Guest Post: Breathing Tips by CrossFit West Santa Cruz

It’s “Guest Post Friday”! On Fridays, I feature thoughts from individuals who have strong input about the mental side of fitness, training and life. I select witty and honest articles, that give you practical tips and advice. This post talks about some breathing strategies and gives some suggestions for how to stay calm and consistent with your breathing. 

Check out the post blow from CrossFit West Santa Cruz

Kipping pull up at crossfit rsx longwood


“We all know that breathing is very important in CrossFit, if not all physical activities. It is absolutely imperative to physical activity for the muscles to be oxygenated. In sport, ragged or undisciplined breath is a sure sign of fatigue. A fighter will notice immediately if the opponent is breathing through his or her mouth, the mouthpiece hanging from the teeth. In CrossFit, you can see a good example of breath discipline breaking down in a workout such as Fran when the athlete starts to take an extra breath at the bottom of the thruster.

Outside of the obvious methods of increasing oxygen efficiency through getting stronger, increasing VO2 max, or better technique, there are some specific breathing methods you can employ.

  • Training with a mouthpiece.  The real value of training with a mouthpiece is not that it simulates training at altitude (it doesn’t, and high altitude training is largely misunderstood anyway), but rather that it really forces you to be aware of your breath and to develop good breath discipline.
  • Maintain good breath discipline at all costs. Breath discipline for CrossFit is usually the idea of one rep/one breath. You only breath once for each repetition of a given movement. Going back to the Fran example above, proper breathing would be to breath in on the lowering of the bar and to exhale during the positive portion of the movement, especially when driving the bar overhead. In a workout such as Grace, proper breath is one breath for a full clean and jerk repetition, rather that one for each movement, ie breathing with the bar in a racked position between the clean and jerk.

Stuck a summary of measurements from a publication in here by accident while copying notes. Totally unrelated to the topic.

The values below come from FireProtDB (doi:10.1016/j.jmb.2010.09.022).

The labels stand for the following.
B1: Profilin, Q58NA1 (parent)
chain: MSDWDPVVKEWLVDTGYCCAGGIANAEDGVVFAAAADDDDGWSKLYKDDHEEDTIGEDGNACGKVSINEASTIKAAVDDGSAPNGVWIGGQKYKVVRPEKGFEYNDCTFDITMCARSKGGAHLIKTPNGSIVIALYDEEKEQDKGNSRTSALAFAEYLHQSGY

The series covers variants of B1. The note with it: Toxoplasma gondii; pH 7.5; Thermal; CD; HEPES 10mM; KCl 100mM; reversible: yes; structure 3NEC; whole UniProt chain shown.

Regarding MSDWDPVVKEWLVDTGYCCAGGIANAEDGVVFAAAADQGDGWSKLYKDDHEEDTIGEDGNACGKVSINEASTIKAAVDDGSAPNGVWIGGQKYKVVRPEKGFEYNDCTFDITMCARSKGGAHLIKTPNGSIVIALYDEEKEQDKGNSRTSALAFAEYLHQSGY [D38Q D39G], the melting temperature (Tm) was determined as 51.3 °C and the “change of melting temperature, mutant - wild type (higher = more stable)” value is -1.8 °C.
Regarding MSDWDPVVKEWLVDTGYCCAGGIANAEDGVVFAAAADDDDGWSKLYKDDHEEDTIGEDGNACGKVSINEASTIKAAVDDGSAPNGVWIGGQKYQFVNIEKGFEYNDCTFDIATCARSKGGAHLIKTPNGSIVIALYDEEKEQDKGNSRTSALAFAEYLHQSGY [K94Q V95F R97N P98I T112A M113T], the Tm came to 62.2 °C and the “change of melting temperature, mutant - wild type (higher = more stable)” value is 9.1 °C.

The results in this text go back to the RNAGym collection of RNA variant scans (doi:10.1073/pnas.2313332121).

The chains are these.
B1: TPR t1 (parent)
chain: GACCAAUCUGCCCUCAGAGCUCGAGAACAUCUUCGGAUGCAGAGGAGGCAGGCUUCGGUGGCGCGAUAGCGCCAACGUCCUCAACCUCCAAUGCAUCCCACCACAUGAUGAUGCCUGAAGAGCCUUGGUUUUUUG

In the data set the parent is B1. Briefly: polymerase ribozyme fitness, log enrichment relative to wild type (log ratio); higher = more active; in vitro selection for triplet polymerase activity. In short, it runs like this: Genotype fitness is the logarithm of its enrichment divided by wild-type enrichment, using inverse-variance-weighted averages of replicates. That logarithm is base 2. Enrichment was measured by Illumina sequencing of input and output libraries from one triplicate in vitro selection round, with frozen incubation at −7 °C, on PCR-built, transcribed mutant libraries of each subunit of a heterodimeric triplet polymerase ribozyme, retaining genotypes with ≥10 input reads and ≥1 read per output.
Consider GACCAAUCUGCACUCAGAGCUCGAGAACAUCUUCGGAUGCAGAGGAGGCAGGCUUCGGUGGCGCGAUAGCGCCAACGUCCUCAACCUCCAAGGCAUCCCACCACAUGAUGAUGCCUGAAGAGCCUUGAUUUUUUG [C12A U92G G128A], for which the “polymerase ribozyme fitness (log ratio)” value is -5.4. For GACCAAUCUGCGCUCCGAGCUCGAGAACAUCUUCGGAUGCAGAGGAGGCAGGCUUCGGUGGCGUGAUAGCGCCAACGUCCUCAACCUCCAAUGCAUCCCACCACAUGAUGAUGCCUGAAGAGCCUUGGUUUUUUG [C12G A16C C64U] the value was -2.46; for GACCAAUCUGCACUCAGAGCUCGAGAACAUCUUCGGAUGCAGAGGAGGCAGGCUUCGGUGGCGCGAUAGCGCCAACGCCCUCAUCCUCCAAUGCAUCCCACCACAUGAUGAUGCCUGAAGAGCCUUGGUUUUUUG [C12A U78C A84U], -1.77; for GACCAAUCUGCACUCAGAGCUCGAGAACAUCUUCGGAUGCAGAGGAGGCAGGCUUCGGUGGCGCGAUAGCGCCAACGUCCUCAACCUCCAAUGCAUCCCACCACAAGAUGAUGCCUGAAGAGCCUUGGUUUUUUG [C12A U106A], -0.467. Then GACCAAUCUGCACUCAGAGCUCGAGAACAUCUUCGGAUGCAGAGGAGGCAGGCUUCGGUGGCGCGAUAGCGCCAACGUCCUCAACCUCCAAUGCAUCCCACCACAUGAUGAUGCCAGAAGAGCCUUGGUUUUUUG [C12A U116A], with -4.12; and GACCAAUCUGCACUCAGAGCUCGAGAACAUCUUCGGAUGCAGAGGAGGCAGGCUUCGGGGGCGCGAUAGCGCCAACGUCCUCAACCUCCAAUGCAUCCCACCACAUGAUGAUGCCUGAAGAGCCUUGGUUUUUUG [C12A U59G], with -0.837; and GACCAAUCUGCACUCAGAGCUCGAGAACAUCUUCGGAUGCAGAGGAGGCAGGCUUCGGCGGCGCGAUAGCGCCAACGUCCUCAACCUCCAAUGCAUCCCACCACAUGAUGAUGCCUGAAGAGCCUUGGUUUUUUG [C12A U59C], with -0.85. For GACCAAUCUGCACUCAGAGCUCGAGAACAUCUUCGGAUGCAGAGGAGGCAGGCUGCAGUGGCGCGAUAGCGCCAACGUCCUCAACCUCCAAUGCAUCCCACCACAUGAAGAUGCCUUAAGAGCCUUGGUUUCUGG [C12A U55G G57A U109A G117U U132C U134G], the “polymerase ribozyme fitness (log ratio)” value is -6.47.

• There are a wide variety of breathing exercises derived from yoga or Buddhist meditation. Initially devised as a way to empty the mind, these exercises are great for breath control.
  1. Counting-breath in for a set count, hold for a set count, breath out for a set count, hold for a set count. For example, breath in slowly for 6 counts, hold for 2, breath out for 6, hold for 2, repeat. As you get better, use longer and longer counts. Avoid gulping in the air at the beginning of the inhale.
  2. One nostril breathing-close off one nostril with a finger (from the side, not plugging), inhale for a set count, close the other nostril and exhale for the same count, inhale through that nostril for the count, switch nostrils and exhale. Repeat for a set time. Once again, avoid gulping the air.
  3. Walking-attempting to walk an ever increasing distance in a single constant long slow breath (inhalation and exhalation) was a tool used by the samurai in Japan. One was considered a “real” samurai if he could walk the length of the Gojo Bridge (73 yards) in Kyoto in a single breath.

Breath control adds another level to your CrossFit training and sports competition. It also has large carry-over to any kind of stressful situation wherein one’s breathing rate might normally be elevated.”


You can check out CrossFit West in Santa Cruz, or visit their website HERE. Connect with them on Facebook and Twitter. 

For more tips on breath training check out “The Power of Focused Breathing” 

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